Cardboard stock sorting shelf – design and build
I was in the mood to build something with my hands, and I have been working on getting my garage organized into a functional space to do all sorts of maker-y things. I have a strong tendency to “collect” various materials that I think will be useful eventually. In order to keep my hoarder tendencies in check, I work very hard to cull my collections and make sure the material I keep is in usable condition and easy to grab and use.
Cardboard is incredibly useful. I built a paint booth recently, and I end up using cardboard for prototyping and boxes for shipping and also just holding stuff. But my collection of Good Cardboard™️ was not easy to reach and hard to take stock of.
I did some very rough sketching in Evernote to help visualize some ways to store and sort my collection, and ultimately settled on a simple design that I thought I’d be able to make. Most of the pieces could fit in a 40-inch wide rack, and the range of heights that were needed to stand the cardboard upright fit pretty well between 12 and 24 inches. Serendipitously, I had a scrap piece of 42-inch wide, 1/2-inch thick Baltic birch (probably) plywood that was a former closet shelf.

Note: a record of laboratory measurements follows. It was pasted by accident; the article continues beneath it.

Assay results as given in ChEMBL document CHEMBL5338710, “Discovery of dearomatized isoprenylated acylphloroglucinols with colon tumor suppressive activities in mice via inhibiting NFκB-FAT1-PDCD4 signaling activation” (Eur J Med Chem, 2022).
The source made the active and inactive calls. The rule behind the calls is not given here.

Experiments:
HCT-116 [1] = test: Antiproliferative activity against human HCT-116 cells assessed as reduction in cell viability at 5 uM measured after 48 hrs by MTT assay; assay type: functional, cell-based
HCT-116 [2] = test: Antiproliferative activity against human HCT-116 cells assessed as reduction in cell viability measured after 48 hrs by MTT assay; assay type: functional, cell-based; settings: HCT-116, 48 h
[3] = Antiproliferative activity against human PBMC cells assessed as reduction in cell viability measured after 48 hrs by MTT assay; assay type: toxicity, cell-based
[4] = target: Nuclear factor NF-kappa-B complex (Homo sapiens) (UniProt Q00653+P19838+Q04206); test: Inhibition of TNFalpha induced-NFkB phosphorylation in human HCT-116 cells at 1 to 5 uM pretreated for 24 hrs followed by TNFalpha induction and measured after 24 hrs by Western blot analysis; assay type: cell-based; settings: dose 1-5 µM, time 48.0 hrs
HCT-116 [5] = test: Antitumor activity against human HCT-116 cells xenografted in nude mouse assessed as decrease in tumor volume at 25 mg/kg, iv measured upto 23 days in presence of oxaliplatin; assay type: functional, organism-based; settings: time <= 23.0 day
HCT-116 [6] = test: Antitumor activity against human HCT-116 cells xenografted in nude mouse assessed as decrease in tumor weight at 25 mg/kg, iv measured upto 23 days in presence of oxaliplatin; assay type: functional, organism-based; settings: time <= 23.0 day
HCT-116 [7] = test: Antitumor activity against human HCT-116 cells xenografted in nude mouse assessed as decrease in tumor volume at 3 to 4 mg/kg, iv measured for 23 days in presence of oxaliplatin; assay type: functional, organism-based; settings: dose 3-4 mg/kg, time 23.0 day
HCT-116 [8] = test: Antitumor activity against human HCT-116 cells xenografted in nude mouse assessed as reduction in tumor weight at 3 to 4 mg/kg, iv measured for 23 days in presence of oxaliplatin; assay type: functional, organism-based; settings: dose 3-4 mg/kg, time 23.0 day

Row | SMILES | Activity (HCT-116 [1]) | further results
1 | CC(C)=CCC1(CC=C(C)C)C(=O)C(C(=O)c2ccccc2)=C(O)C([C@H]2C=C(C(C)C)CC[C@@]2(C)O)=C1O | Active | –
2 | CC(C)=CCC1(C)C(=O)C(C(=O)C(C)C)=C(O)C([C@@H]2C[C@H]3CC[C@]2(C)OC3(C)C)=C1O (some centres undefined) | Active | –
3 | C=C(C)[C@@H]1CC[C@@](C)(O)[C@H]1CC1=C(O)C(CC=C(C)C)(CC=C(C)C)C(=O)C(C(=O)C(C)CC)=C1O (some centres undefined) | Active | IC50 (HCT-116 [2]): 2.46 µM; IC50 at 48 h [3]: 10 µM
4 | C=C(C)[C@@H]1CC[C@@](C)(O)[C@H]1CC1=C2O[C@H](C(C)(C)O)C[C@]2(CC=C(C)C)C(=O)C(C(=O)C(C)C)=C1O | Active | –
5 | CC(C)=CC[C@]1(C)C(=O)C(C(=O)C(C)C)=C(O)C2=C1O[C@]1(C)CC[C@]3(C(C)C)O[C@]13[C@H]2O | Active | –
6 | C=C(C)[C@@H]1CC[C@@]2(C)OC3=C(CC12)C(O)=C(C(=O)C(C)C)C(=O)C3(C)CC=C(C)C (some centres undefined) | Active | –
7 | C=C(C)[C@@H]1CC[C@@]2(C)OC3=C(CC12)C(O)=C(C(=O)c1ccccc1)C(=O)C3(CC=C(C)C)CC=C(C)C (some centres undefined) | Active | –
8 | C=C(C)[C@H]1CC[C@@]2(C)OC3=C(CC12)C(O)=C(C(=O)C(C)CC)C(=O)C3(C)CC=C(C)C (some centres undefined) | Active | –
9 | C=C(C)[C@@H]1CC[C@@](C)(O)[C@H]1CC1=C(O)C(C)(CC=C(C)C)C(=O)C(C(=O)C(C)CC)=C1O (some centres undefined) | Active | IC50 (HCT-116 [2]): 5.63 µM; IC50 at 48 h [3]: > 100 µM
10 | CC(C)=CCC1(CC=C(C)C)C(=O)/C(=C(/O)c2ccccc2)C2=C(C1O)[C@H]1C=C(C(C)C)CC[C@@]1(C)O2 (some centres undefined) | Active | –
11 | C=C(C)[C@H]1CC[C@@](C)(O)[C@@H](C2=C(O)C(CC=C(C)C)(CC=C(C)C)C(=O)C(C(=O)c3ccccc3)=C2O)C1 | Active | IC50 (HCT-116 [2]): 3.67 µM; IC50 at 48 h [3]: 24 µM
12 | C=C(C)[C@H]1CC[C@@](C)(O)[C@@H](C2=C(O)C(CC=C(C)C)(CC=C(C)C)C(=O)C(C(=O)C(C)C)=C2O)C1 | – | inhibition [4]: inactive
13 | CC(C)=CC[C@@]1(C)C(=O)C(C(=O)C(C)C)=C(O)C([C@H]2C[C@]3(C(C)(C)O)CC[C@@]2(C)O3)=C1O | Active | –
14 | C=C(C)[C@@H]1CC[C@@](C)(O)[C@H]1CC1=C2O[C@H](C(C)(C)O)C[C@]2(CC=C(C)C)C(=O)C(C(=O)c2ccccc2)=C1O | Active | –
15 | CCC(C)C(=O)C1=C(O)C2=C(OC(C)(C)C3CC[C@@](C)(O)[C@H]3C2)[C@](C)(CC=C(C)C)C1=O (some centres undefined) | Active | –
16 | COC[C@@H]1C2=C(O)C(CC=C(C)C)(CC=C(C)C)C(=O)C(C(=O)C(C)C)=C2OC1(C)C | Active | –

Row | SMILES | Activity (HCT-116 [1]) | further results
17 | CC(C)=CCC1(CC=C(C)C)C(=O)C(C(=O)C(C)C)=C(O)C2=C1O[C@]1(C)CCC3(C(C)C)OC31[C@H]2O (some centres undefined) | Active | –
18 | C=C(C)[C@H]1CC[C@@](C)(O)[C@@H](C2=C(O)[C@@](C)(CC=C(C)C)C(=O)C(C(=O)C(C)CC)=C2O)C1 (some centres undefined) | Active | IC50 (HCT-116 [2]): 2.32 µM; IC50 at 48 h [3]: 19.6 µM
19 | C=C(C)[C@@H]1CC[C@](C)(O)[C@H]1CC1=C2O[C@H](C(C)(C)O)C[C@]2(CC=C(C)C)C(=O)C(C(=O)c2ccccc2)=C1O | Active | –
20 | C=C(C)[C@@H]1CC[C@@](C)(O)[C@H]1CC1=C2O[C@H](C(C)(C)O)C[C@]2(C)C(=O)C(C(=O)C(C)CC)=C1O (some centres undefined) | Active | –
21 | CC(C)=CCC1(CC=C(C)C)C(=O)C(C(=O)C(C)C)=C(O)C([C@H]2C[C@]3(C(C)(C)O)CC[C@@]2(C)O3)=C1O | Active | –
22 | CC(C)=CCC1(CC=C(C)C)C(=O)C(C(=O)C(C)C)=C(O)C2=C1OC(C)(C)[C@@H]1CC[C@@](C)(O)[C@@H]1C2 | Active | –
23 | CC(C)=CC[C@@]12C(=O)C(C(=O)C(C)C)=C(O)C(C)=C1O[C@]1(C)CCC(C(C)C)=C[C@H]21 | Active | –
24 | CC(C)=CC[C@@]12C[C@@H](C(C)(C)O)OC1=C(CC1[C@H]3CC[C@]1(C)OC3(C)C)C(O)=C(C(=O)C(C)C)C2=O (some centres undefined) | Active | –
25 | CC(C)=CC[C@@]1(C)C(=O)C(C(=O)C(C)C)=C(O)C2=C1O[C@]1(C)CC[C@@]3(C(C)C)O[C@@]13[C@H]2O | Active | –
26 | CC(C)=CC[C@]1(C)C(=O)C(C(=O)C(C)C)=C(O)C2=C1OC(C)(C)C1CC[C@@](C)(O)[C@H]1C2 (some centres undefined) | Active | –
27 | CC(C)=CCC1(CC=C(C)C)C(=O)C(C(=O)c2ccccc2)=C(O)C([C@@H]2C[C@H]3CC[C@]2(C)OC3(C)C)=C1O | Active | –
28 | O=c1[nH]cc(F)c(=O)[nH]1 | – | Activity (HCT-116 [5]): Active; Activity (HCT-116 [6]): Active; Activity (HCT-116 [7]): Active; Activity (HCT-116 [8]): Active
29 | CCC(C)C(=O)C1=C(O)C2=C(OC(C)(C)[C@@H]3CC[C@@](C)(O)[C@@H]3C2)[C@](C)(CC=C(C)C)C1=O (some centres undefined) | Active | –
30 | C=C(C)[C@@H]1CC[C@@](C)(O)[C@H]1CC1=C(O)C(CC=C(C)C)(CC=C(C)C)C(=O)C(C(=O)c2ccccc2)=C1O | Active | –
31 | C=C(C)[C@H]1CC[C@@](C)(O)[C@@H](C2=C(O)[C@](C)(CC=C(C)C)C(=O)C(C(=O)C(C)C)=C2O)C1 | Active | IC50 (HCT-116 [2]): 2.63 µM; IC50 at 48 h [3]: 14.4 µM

With the sketch in mind, I jumped into Shapr3D and modeled the shelf with dimensions and got a good spatial understanding of how I’d build the shelf.
I figured I could cut 2-inch by 42-inch strips out of the plywood sheet, and trim the pieces to fit the geometry. I broke the design down into a “cut list:”
- Four 40”x2” for the slats
- Two 20”x2” for the slanted support to hold the slats
- Two 26 3/4”x2” for the rear uprights
- Two 14”x2” for the front uprights
- Two 14 3/4”x2” for the bottom shelf support
Additionally, I figured I’d use a scrap piece of MDF board for the bottom shelf:
- One 41”x14” bottom shelf
I put my circular saw to use on my saw track and mitre box to make all the cuts, which came out remarkably well. Due to a lack of options for fasteners, I used 1 1/4” #10 wood screws, which meant I needed another layer of material on the bottom shelf support joints. It ended up working out well because I used scraps from the cuts to add a little more surface to the bottom shelf support.
I pre-drilled all the screw holes (because the plywood will split otherwise) and did some creative pencil work with my square. Sadly, I was far too “in the moment” to take pictures of this part.
I realized my design lacked a front stop to keep the cardboard from sliding off the front of the shelf, so I nailed my last strip of 42”x2” plywood to the front. Also, I ended up using the full depth of my scrap MDF shelf, so there’s an extra 5 or 6 inches of shelf that sticks out from the front. I don’t hate it, and it might be more useful if I end up hanging this from the wall.